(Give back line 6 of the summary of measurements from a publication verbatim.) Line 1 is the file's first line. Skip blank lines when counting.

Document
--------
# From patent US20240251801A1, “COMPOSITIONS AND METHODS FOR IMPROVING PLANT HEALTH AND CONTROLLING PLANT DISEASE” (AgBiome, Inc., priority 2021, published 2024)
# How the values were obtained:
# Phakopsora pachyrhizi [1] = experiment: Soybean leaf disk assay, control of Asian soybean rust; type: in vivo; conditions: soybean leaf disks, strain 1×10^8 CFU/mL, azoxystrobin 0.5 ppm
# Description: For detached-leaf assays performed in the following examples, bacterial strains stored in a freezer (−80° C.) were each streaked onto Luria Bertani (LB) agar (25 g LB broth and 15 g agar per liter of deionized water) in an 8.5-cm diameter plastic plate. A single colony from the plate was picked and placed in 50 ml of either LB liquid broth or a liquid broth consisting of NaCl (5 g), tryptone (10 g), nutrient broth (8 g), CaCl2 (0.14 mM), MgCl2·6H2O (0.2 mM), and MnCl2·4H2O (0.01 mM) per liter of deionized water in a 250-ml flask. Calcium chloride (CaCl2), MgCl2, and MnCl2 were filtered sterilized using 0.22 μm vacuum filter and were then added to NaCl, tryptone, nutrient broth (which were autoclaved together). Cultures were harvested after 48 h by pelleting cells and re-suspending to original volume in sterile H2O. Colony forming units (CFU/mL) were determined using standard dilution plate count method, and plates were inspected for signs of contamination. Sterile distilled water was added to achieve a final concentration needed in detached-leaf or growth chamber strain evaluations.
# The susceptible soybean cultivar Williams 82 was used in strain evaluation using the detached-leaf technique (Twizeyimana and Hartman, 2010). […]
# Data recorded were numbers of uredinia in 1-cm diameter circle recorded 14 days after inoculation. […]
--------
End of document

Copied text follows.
# Data recorded were numbers of uredinia in 1-cm diameter circle recorded 14 days after inoculation. […]